How many ways are there to learn Russian? That question may be unanswerable, but what’s certain is that there are enough to appeal to learners of all types.
This post will explore an oft-overlooked learning strategy — podcasts. Podcasts offer many benefits as language-learning tools: they’re often free or inexpensive, they can provide extensive listening practice on just about every topic imaginable, and they’re extremely portable.
We’ve combed the internet in search of the best podcasts for learners of Russian and have organized them by level. No matter where you are on your Russian-language journey, there’s likely a podcast that’s perfect for you — find yours in the list below!
Table of Contents
Russian Podcasts for Beginners
This is a relatively short audio course with 17 podcast-style lessons for absolute beginners. If you’re just starting out with the language and would like some guided practice in audio form, this resource is worth checking out.
A fair amount of English is used, but each episode builds on the previous ones and comes with lesson notes that translate key phrases. Total beginners looking for a gentle, free introduction to Russian may find what they’re looking for here.
RussianPod101 is among the most comprehensive resources for beginners learning Russian. While a subscription isn’t free, it is less expensive than many other paid resources. The Russian Survival Phrases series is available for free on major podcast streaming platforms.
Subscribers to the RussianPod101 course are granted access to thousands of podcast-style lessons. The majority of these are at the beginner level, but
you’ll find some intermediate and advanced lessons as well. Typically, the hosts will listen to a dialogue and then take some time explaining important words, grammar, and cultural information.
In addition to the lessons, you’ll also find line-by-line transcripts, grammar notes, flashcards, and other useful tools.
The lessons don’t necessarily progress in a clear, logical order — instead, the platform lends itself to jumping between lessons. If you’re looking for some more structure with your study, you could use the resource alongside a textbook to guide your practice. Here’s our in-depth review.
The Slow Russian Podcast provides fantastic listening practice by producing slow, natural dialogues on a variety of topics related to Russian history and culture. Host Daria Molchanova leads the episodes and maintains a slow enough pace for beginner and intermediate students to follow along.
Each episode comes with a transcript in Russian and in English, so you’ll be able to interact with the material even if it’s slightly above your level of listening comprehension. The podcast is free to listen to, and a $20 purchase allows you to download the MP3 files as well as accompanying PDFs.
This podcast hasn’t been updated for a few years, but the free collection of about 30 episodes could prove seriously effective for learners looking for short audio lessons. You’ll start learning Russian greetings before proceeding to learn how to pronounce different vowel sounds. There are also bonus episodes covering Russian poetry, music, and other cultural content.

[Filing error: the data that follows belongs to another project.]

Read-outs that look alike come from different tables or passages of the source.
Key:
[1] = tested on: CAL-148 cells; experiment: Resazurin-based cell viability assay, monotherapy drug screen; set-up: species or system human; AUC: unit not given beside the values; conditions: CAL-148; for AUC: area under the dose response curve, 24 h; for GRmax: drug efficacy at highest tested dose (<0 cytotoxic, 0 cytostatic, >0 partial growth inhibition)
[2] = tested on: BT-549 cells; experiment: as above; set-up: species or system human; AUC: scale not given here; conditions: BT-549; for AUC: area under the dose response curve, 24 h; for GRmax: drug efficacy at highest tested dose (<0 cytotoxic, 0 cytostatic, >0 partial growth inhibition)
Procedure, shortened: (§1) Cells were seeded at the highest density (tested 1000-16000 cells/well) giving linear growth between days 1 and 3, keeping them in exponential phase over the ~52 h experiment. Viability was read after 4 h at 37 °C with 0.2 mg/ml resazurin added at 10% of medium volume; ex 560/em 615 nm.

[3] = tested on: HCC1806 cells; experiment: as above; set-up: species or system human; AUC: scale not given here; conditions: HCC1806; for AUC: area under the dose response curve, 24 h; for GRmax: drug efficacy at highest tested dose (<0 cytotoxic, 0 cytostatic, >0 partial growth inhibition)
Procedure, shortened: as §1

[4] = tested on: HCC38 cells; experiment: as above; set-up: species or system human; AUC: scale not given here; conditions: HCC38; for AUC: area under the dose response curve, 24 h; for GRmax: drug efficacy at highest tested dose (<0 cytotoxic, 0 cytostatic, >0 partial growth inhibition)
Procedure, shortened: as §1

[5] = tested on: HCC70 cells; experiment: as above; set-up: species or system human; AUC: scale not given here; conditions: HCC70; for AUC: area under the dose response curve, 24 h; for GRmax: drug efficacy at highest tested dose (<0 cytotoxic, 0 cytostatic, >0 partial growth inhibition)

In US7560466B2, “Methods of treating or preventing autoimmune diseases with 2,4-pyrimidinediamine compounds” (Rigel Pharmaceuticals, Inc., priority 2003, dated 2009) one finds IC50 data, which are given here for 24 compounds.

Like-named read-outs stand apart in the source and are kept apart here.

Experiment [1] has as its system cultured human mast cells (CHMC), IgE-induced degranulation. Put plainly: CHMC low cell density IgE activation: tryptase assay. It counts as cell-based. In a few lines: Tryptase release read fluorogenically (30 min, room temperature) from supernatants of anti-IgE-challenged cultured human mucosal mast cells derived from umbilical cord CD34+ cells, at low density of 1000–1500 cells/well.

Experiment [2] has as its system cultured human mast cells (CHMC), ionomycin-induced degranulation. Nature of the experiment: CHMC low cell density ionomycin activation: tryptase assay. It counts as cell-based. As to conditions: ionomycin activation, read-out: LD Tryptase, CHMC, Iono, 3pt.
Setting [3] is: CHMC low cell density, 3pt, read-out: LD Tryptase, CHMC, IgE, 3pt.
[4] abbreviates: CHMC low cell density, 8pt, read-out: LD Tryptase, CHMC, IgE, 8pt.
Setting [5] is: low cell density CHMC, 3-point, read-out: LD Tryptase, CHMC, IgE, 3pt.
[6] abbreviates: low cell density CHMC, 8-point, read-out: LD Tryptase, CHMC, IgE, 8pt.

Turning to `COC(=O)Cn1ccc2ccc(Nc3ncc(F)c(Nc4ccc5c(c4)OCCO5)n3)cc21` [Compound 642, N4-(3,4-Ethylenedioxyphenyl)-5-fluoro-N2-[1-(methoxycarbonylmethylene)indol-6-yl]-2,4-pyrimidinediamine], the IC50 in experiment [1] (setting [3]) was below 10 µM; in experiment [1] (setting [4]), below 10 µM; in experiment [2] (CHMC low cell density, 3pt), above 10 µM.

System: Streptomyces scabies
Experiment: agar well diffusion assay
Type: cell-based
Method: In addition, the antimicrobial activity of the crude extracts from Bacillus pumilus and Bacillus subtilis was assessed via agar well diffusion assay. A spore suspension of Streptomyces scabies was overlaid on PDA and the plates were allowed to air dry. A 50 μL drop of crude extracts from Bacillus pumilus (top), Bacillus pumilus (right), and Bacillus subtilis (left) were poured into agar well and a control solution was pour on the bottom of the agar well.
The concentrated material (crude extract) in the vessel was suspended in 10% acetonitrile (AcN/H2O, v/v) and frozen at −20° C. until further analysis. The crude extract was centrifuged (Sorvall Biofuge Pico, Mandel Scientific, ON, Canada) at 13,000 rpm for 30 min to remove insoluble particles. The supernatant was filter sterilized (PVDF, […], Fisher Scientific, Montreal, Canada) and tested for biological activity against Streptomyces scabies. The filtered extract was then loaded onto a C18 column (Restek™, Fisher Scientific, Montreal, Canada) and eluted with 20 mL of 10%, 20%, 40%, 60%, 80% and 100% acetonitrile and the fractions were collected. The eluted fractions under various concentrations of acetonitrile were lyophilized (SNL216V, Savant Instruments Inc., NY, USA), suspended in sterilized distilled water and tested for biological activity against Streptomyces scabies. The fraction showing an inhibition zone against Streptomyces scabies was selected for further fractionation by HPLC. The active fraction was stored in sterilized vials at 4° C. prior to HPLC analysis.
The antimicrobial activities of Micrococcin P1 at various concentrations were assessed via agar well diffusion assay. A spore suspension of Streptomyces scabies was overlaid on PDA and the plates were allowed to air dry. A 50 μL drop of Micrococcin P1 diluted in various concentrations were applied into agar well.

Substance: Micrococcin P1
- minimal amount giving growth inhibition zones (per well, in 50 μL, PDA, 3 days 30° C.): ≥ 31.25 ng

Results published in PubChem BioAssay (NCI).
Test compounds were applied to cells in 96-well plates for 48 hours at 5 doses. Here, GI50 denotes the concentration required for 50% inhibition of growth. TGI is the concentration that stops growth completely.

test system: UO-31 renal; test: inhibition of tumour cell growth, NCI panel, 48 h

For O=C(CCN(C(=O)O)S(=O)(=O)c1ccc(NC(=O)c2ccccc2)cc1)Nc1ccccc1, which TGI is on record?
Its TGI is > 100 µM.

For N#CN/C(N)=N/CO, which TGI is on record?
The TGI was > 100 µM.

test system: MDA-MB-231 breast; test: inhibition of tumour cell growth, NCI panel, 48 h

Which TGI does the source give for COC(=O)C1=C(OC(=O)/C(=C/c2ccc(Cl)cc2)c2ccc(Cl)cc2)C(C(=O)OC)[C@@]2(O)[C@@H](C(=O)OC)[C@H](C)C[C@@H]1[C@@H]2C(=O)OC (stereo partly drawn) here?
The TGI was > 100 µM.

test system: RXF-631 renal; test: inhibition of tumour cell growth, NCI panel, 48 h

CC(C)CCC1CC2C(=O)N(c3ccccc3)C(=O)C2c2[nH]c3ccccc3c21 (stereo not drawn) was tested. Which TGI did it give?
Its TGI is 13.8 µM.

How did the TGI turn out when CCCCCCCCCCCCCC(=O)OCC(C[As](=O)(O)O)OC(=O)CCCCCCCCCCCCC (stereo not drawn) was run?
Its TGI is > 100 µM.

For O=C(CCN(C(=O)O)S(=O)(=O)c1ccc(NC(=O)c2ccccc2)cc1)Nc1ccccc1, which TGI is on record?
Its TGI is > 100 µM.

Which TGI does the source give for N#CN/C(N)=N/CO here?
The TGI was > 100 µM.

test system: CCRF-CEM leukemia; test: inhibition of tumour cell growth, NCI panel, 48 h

Host Natalia is a native speaker of Russian and has a confident, laid-back teaching style that could appeal to many.
Russian Made Easy is a series of 30 audio lessons that introduce the basics of the Russian language. Host Mark uses modern techniques such as pattern recognition and contextual learning to get you up to speed quickly and easily.
You can follow along with the lessons with complete PDF transcripts, and you’ll also be prompted to repeat phrases aloud to get practice pronouncing the language. This is a great podcast series for new learners, and those who are still getting familiar with the Russian alphabet can make use of this mini Russian reading course.
One Minute Russian is a series produced by the Coffee Break Academy team. There are only 10 lessons, but they cover need-to-know topics such as counting to ten, basic greetings, and useful words and phrases.
These lessons aren’t designed to get you fluent in Russian, but they will teach you the basics without requiring a large time commitment. The course costs $10 USD.
The Speaking Russian podcast is a long-running series with episodes that are best suited for beginner or intermediate level students. You’ll learn about different dialects and pronunciations, along with foundational vocabulary like numbers, days of the week, and more.
This podcast is available on most major streaming platforms. There’s also a spin-off podcast in which host Elvira Ivanova reads Anna Karenina in Russian, and then summarizes it and explains any unfamiliar expressions in English..
This podcast is brought to you by Michele Berdy, author of the book The Russian Word’s Worth. The podcast is largely in English, but Berdy touches on plenty of aspects of the Russian language as well as current events and culture.
For those interested in learning about the Russian language and how to speak it, this podcast has a high production value and could become a favorite.
Russian Podcasts for Intermediate Learners
This podcast caters to learners at the lower-intermediate level and above. The creator, Max, aims to give learners a way to listen to interesting content that they can understand through comprehensible input. He does this through clear enunciation, speaking slowly, and giving lots of examples and synonyms.
There are also transcripts available to those interested in supporting Max with a subscription. The episodes cover a lot of interesting topics — minimalism, traveling in Russia without money, and the dark side of Russian literature, to name a few. In addition to the podcast, the website boasts other materials, such as stories in Russian, videos, and more. Read our mini-review.
The host of this site is Tatiana Klimova, a teacher of Russian and French. She started Russian Podcast in 2009, and it has since bloomed into much more than audio files. Joining the Russian Dacha club on her website grants access to hundreds of podcast episodes with transcripts, videos, a private Facebook discussion group, and regular online meetings.
The audio lessons are available for free listening, and paying members are able to access transcripts and additional features. New podcast episodes and videos are released every five days.